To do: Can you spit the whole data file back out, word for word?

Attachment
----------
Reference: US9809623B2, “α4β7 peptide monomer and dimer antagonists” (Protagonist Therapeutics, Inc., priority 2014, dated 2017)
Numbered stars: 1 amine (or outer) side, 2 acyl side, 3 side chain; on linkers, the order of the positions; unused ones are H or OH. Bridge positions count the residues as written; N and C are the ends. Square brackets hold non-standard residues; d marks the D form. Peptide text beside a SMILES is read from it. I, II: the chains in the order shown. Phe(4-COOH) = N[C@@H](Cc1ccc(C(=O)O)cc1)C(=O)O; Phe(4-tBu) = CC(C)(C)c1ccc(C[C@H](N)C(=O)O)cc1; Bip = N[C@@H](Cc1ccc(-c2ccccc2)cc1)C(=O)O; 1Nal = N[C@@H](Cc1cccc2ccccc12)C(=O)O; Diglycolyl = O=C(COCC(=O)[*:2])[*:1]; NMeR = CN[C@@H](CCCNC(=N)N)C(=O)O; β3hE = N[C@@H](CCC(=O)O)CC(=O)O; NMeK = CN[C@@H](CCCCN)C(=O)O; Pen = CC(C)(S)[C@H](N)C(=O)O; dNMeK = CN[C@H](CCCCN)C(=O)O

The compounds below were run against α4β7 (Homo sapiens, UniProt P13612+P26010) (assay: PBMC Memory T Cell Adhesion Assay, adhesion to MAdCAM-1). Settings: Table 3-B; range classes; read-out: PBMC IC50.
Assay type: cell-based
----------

Reference: US9809623B2, “α4β7 peptide monomer and dimer antagonists” (Protagonist Therapeutics, Inc., priority 2014, dated 2017)
Numbered stars: 1 amine (or outer) side, 2 acyl side, 3 side chain; on linkers, the order of the positions; unused ones are H or OH. Bridge positions count the residues as written; N and C are the ends. Square brackets hold non-standard residues; d marks the D form. Peptide text beside a SMILES is read from it. I, II: the chains in the order shown. Phe(4-COOH) = N[C@@H](Cc1ccc(C(=O)O)cc1)C(=O)O; Phe(4-tBu) = CC(C)(C)c1ccc(C[C@H](N)C(=O)O)cc1; Bip = N[C@@H](Cc1ccc(-c2ccccc2)cc1)C(=O)O; 1Nal = N[C@@H](Cc1cccc2ccccc12)C(=O)O; Diglycolyl = O=C(COCC(=O)[*:2])[*:1]; NMeR = CN[C@@H](CCCNC(=N)N)C(=O)O; β3hE = N[C@@H](CCC(=O)O)CC(=O)O; NMeK = CN[C@@H](CCCCN)C(=O)O; Pen = CC(C)(S)[C@H](N)C(=O)O; dNMeK = CN[C@H](CCCCN)C(=O)O

The compounds below were run against α4β7 (Homo sapiens, UniProt P13612+P26010) (assay: PBMC Memory T Cell Adhesion Assay, adhesion to MAdCAM-1). Settings: Table 3-B; range classes; read-out: PBMC IC50.
Assay type: cell-based